4 Things SLPs Should Always Say!


We talk a lot, so there are some things that SLPs should be careful to say! I’m happy to be part of The Frenzied SLPs in this linky to offer some advice!
In my ‘SLPs should Never Say’ post, I discussed some phrases that should not be said when addressing anxious parents’ concerns about their newly diagnosed child. Here’s some ideas about what to say instead.

When receiving an initial diagnosis on their speech/language delayed child, parents are very naturally concerned and want to have a picture of what is involved. Frequently, they will ask questions to find out what their child is capable of achieving and how long it will take.

Tip 1: Tell parents that every child progresses at their own rate, so it is not possible to say when their child will achieve a milestone or catch up to their peers. Commend them for getting the help their child needs, since that is a hard step to take, and assure them that you will work with them to help their child achieve the most that they are capable of learning.

Our field is full of professional jargon that we went to school for many years to be able to understand and use. In the school environment, however, most of our communication is with parents and educators who don’t have this background knowledge.

Tip 2: Don’t use specialized terms in meetings with educators and parents if they won’t understand them!

When you are discussing test results with parents of older students who are severely disordered and have been in therapy for a while, there is no need slam home how disordered their child is. By this point in time, parents have come to realize the size of the problem on their own, to whatever extent they are capable of facing it at the time.  If their viewpoint seems somewhat unrealistic to you, remember it is our job to present the student’s current skills as we see it, not to convince parents of their ‘erroneous’ viewpoint. Perhaps this hopeful attitude or the unrealistic expectations are what is enabling the parents to get up every day and keep trying!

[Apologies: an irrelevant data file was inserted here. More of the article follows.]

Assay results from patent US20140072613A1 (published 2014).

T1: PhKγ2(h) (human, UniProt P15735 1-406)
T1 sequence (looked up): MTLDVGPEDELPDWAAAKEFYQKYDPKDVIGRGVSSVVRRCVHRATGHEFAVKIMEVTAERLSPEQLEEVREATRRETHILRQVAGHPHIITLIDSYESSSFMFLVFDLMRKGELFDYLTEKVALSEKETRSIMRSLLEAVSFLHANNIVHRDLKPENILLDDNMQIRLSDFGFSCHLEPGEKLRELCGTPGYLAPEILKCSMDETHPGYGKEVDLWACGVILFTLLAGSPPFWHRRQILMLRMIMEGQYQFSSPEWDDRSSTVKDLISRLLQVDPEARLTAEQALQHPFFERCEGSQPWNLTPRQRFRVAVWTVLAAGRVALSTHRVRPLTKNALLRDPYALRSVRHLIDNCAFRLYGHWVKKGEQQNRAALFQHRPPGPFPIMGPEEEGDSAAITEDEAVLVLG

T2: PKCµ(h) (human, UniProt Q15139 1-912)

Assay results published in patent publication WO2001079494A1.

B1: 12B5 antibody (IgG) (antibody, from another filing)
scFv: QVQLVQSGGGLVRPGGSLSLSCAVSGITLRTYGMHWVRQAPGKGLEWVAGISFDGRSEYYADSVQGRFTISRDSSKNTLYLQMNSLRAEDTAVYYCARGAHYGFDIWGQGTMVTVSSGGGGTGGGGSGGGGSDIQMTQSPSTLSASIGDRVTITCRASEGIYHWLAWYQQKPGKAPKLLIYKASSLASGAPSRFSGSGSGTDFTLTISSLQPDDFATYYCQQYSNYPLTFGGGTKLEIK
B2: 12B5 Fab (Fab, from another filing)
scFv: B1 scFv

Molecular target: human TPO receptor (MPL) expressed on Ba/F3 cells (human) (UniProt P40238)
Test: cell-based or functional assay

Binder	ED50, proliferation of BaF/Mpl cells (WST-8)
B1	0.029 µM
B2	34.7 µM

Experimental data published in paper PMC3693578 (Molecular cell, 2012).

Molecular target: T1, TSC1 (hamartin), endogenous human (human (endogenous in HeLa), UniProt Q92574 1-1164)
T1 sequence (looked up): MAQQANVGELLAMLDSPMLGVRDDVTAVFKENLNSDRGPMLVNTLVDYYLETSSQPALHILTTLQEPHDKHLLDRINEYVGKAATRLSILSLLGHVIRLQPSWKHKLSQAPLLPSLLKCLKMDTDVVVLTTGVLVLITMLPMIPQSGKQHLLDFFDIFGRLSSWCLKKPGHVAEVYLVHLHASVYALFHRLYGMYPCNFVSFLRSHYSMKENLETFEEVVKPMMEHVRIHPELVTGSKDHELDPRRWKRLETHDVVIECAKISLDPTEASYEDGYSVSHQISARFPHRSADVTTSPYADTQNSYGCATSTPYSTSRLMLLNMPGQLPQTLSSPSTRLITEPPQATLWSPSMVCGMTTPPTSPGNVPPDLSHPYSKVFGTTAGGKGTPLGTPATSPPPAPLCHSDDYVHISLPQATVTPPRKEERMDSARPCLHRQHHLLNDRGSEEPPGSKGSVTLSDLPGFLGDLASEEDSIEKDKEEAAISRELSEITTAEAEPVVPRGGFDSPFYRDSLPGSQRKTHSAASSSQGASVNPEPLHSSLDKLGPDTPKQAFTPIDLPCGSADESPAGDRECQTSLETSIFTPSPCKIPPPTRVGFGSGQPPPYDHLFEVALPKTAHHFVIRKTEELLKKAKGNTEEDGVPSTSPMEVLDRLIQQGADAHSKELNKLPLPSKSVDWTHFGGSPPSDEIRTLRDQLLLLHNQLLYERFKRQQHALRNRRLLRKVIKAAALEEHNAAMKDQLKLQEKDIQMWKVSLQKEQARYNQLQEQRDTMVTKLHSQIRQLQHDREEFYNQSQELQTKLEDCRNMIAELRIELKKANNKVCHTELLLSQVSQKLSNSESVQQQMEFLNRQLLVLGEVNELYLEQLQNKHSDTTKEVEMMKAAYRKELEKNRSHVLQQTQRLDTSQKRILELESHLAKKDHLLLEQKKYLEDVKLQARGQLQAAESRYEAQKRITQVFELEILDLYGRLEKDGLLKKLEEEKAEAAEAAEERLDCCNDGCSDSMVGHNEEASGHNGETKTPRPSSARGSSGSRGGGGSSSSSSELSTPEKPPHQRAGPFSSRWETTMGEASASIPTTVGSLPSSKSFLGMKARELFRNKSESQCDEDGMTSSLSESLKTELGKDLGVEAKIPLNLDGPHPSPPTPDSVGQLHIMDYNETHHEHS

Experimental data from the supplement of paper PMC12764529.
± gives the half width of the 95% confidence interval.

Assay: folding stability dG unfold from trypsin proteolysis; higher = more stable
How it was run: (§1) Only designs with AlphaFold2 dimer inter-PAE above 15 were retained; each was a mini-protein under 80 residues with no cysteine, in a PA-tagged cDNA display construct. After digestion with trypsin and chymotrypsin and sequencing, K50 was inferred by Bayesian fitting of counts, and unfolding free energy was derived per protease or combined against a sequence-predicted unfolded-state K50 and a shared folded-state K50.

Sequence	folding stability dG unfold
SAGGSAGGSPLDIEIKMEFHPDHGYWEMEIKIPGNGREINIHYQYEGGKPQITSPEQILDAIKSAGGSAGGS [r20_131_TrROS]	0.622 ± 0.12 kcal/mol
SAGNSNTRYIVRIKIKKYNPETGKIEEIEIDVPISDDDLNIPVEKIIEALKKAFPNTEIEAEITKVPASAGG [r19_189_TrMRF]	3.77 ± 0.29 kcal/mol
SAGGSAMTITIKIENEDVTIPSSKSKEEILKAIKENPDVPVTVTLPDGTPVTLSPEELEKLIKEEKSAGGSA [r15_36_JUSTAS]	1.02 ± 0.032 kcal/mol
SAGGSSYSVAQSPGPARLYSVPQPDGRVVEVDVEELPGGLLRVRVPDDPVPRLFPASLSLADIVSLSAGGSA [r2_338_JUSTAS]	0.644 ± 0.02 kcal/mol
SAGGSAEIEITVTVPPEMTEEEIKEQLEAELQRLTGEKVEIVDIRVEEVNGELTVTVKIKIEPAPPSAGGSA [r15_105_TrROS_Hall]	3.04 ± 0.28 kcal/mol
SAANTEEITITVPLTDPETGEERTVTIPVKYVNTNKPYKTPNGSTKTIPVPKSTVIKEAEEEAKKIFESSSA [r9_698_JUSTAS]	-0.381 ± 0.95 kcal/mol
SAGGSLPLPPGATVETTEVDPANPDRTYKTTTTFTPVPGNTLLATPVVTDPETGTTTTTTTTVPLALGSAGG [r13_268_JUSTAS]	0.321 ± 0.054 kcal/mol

Tip 3: Provide standard scores or percentile rankings, which show a comparison with their same age peers in a much more realistic manner. Focus your commentary with parents on the functional language skills that are necessary for their child to achieve the highest level of independent functioning they have the capability to achieve. Share specific accomplishments that have moved them closer to that goal and what skills still need to be worked on. Sooner or later, parents with what we consider to have ‘unrealistic’ expectations will be faced with what their child has actually accomplished. As well, sometimes having higher expectations can actually help a student achieve a higher level of skill!

It is all too easy to start to compare what a student is like in a structured academic day with professional staff to the stories the parent shares of daily life, to the parents’ detriment. It is not easy to raise any child, with special needs just complicating it more. Also, it isn’t possible to structure home environments  like a planned school day. Even if parents had the training, the environment is different, the students are tired at the end of the day and probably not at their best, there usually aren’t enough hands to go around and there is too much to get done at the end of a school day.

Tip 4: Have some tips in mind that you would like to be able to share, but start your discussion by finding out from the parents where the communicative difficulties arise at home. Then, tailor your tips so that they will meet the parents’ needs and accomplish your goals in an activity the parent is already doing. Instead of ‘should’, use words like this:
Maybe it would help if…
Have you ever tried…
Do you think it would be possible to… while you are already…..?

Be sure to let the parents know, as well, what you can do with their child  in the following days of therapy that could help improve the situation at home!

Communication is a two way street! I hope my suggestions help you to keep the lines of communication open when you have discussions with parents. For more super ideas, be sure to check in with the rest of The Frenzied SLPs.
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